The ship's deck
- oil on canvas on wood panel
- 56.4 × 47.0 cm
- inscribed (diagonally) in black paint (in a later hand) l.r.: Manet
- Accession Number
- International Painting
- Credit Line
- National Gallery of Victoria, Melbourne
Felton Bequest, 1926
This digital record has been made available on NGV Collection Online through the generous support of Digitisation Champion Ms Carol Grigor through Metal Manufactures Limited
- Gallery location
- Late 19th & early 20th Century Paintings & Decorative Arts Gallery
Level 2, NGV International
With Quentin (possibly a dealer), Paris; collection of John James Cowan
(1846–1936), Wester Lea, Murrayfield, Edinburgh, until 1926; Cowan sale, Christie's, London, 2 July 1926, no. 13; from where purchased, on the advice of Frank Rinder, for the Felton Bequest, 1926.
Exhibited Loan Exhibition of Pictures Mainly by Deceased Artists of the British and French and Dutch Schools, Museum and Art Gallery Kircaldy, London, 1925, no. 26.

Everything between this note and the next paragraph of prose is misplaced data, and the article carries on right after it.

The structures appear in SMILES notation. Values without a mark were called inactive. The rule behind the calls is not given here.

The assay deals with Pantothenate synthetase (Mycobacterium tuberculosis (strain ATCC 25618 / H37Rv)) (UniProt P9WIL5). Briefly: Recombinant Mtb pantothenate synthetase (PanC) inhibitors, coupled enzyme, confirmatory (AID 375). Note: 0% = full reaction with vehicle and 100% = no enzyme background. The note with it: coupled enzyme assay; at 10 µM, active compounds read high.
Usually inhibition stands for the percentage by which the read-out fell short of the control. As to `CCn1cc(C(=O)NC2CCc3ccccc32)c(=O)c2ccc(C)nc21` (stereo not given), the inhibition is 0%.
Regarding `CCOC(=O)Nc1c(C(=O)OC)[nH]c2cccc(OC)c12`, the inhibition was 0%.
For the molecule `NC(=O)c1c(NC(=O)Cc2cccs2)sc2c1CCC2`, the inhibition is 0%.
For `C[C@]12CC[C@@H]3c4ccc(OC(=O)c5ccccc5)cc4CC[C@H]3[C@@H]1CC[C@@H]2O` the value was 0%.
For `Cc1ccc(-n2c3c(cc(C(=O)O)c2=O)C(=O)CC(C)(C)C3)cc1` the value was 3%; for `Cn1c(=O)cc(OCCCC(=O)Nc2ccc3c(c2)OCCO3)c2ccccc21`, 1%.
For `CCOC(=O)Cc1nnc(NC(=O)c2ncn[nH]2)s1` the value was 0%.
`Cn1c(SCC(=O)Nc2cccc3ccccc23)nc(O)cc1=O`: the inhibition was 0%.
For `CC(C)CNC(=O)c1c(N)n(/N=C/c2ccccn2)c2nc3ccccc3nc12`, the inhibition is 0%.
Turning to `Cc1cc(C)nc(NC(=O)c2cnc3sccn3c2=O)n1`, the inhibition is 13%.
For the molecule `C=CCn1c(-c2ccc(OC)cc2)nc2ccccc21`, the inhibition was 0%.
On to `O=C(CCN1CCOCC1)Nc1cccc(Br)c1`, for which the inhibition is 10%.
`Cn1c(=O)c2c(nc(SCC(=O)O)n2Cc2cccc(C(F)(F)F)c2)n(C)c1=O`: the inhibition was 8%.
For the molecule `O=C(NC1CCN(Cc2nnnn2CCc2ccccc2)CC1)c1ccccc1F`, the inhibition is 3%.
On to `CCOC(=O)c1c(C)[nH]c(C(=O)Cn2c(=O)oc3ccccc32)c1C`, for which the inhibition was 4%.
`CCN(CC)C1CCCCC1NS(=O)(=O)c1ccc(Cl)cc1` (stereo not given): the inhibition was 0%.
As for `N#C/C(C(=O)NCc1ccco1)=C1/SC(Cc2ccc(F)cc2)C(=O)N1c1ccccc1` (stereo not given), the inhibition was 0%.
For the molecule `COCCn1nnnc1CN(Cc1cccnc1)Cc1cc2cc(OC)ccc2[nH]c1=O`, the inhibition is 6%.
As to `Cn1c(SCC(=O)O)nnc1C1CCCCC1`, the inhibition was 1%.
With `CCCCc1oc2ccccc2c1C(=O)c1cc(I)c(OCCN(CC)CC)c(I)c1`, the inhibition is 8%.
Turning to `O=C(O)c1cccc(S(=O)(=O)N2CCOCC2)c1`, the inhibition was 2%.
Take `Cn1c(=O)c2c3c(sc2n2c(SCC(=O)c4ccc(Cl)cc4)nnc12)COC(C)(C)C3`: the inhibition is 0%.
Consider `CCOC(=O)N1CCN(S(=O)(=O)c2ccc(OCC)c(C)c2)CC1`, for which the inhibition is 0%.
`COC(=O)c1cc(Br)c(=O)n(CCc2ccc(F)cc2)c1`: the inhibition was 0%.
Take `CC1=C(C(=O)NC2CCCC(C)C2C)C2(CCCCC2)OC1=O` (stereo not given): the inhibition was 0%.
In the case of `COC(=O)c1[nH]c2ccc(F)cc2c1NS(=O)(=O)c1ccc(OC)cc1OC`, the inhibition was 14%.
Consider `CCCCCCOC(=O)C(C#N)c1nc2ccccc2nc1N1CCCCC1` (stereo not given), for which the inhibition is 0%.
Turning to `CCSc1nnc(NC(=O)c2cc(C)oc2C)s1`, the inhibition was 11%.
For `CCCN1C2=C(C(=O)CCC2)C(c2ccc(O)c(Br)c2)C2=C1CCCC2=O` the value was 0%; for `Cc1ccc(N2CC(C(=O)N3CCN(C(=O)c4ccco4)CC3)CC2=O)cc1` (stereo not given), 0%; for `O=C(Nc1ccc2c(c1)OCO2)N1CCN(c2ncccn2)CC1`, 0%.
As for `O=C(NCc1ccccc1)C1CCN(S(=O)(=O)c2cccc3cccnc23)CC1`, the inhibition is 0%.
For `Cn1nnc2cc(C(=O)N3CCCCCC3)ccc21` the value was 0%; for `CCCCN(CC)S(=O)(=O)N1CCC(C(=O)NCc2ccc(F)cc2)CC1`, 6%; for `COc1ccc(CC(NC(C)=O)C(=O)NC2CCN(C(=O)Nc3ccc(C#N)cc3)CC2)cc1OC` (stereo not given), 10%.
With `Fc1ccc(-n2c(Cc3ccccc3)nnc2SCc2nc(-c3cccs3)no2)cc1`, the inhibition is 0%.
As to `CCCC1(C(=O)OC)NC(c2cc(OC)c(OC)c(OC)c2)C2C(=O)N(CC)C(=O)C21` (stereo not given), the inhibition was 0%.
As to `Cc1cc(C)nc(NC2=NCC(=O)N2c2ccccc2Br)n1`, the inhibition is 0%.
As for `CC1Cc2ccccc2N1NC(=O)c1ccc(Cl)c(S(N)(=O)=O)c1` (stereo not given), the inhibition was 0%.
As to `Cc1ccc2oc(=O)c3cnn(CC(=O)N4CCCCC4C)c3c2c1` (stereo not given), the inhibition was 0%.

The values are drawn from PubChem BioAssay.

- Édouard Manet is generally remembered as a painter of modern urban life, whose major images reflect the social and psychological ambiguities of his time. This work, which stands at the beginning of Manet’s career and is executed with a characteristic freshness, belongs to a minor theme that he returned to many times throughout his life: imagery of the sea and ships. In 1848 Manet failed the entrance exam for the French naval officers’ school but bought his own passage as a junior helmsman on Le Havre et Guadaloupe, a three-masted ship headed for Rio de Janeiro. In most of Manet’s other paintings of this subject matter, it is the sea that occupies most of the canvas, but here Manet’s interest is in the ship itself as the vehicle for his immersion in nature. Seen from the truncated viewpoint of a helmsman, the plunging angles and stark lighting convey the painter’s enthusiasm for the sea. A sense of immediacy is created by a number of factors, including the way in which the composition is cropped at the left. The kind of pictorial structure used here, with its suggestion of the random and the seemingly spontaneous, is one that Manet carried with him from the early 1860s until the last years of his career. The virtuoso brushwork, the rapid and fluid touch in this painting, further imbues the composition with an ‘uncomposed’ appearance, while the restrained palette and tonal harmonies contribute to an overall atmosphere of stillness and calm.